Finally, there are a few startups that blossomed this year, like SoundHound and MindMeld, moving into the intelligence terrain. They feel they can outsmart the tech giants and, perhaps as critically, circumvent them.
Voice search and virtual assistants hold enormous promise (and “disruptive” potential)... I recently spoke with MindMeld CEO Tim Tuttle about voice assistant adoption.
"Vamos a intentar que hablar con nuestras máquinas sea una realidad como en las películas de ciencia ficción", lo dice Tim Tuttle, CEO de MindMeld, un apasionante proyecto que pretende ir más allá que conformarse ser un eficiente asistente de voz, y que está condenado a competir con Siri.
MindMeld acaba de anunciar que está lanzando un sistema de reconocimiento de lenguaje y respuesta inteligente capaz de ser adaptado al contenido que sea...
Dicen que MindMeld responde mejor que Siri, Cortana o Amazon Echo a preguntas con un lenguaje más natural como "En qué películas de Steven Spielberg aparece Harrison Ford" o "Muéstrame películas de Harry Potter".
MindMeld (formerly Expect Labs) launched a new platform that companies can use to add voice interfaces, including question-answering and language-understanding capabilities, to apps and devices.
There’s a single phrase that captures MindMeld’s intent with its new platform and capabilities and that is to “achieve scale” as growth in voice and natural language search and device control accelerates in the coming years.
San Francisco based Expect Labs, which previous positioned itself as a kind of "Google Now in a Box" or "Siri in a Box" for third party developers has changed its name to MindMeld. The company is also launching a second generation of its technology, which it now describes as a "platform for creating large-scale language-understanding and question-answering capabilities on apps and devices for any custom content domain."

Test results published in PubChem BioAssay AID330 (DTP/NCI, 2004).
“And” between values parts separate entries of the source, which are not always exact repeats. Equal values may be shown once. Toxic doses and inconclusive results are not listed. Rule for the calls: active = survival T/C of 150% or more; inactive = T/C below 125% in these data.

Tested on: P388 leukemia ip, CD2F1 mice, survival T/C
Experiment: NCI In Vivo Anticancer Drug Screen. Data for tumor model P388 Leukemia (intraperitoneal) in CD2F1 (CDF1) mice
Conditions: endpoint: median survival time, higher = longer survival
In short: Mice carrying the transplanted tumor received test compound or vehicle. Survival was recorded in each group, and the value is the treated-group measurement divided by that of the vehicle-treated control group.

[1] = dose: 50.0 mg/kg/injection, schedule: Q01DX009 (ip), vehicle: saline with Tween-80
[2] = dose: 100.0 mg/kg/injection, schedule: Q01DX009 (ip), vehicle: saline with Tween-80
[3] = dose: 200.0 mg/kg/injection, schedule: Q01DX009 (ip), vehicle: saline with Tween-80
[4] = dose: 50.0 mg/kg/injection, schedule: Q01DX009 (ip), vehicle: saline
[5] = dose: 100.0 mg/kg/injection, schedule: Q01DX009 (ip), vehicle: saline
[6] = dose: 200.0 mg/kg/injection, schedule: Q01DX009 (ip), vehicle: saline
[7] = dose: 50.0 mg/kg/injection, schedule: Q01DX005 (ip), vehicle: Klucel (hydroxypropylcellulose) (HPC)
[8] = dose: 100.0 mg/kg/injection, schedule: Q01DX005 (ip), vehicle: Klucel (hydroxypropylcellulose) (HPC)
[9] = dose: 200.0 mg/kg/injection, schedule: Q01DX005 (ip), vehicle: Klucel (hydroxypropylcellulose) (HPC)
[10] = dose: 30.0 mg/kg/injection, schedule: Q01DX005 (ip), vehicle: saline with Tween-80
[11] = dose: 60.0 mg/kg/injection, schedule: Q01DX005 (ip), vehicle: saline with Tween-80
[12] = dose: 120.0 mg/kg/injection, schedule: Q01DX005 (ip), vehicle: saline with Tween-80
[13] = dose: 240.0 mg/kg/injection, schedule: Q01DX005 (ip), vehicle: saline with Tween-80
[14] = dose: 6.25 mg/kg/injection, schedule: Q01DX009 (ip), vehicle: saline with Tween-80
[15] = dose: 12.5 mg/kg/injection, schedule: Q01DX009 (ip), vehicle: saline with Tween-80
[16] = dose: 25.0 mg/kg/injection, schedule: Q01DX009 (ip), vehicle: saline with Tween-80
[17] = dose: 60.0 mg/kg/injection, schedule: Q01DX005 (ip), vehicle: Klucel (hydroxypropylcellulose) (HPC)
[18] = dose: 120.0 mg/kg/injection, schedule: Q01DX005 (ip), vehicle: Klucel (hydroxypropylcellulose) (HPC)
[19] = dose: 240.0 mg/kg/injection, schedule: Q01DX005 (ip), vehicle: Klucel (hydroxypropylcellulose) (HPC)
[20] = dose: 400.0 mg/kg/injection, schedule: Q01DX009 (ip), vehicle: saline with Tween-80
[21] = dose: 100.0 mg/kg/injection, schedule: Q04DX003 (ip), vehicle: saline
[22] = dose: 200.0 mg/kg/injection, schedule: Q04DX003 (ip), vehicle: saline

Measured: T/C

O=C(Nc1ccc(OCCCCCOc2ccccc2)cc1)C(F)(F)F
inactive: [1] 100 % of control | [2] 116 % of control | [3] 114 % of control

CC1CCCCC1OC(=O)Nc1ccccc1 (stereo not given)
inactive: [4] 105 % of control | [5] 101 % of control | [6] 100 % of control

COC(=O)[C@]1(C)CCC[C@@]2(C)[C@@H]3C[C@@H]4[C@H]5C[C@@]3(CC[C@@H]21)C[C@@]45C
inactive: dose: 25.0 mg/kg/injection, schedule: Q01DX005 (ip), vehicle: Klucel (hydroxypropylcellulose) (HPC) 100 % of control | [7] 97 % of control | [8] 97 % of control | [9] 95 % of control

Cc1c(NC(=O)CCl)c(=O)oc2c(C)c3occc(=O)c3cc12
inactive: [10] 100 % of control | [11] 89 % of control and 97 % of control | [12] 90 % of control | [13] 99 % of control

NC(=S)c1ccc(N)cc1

With MindMeld 2.0, an organization can build a voice-enabled system that uses natural language technology to offer human-like responses for custom content, like proprietary datasets. Businesses can use MindMeld via the cloud or buy an on-premises version.
"We're trying to make it possible for us to talk to our machines, like in science fiction movies," company CEO Tim Tuttle told Business Insider.
While this scale of automated customer service is indeed impressive, the role of “artificial intelligence for customer service” promises to go beyond current state-of-the-art intelligent assistants deployments and usher in a new level of sophisticated, highly accurate customer interactions. This was a topic of a panel discussion, “Beyond Q&A – AI for Intelligent Assistants”, held at IAC NYC 2015 that included Amtrak as well as Timothy Tuttle, PhD, CEO & founder of Expect Labs/MindMeld, and Andy Mauro, Senior Director, Cognitive Innovations Group, Nuance Communications.
What has the power to deliver higher engagement, greater satisfaction and increased loyalty? The answer is voice-enabled search. By enabling voice search instead of traditional type-and-click, searching for products becomes three to four times faster. Sam Vasisht, CMO of [MindMeld], insists that artificial intelligence has cracked the code on voice technology.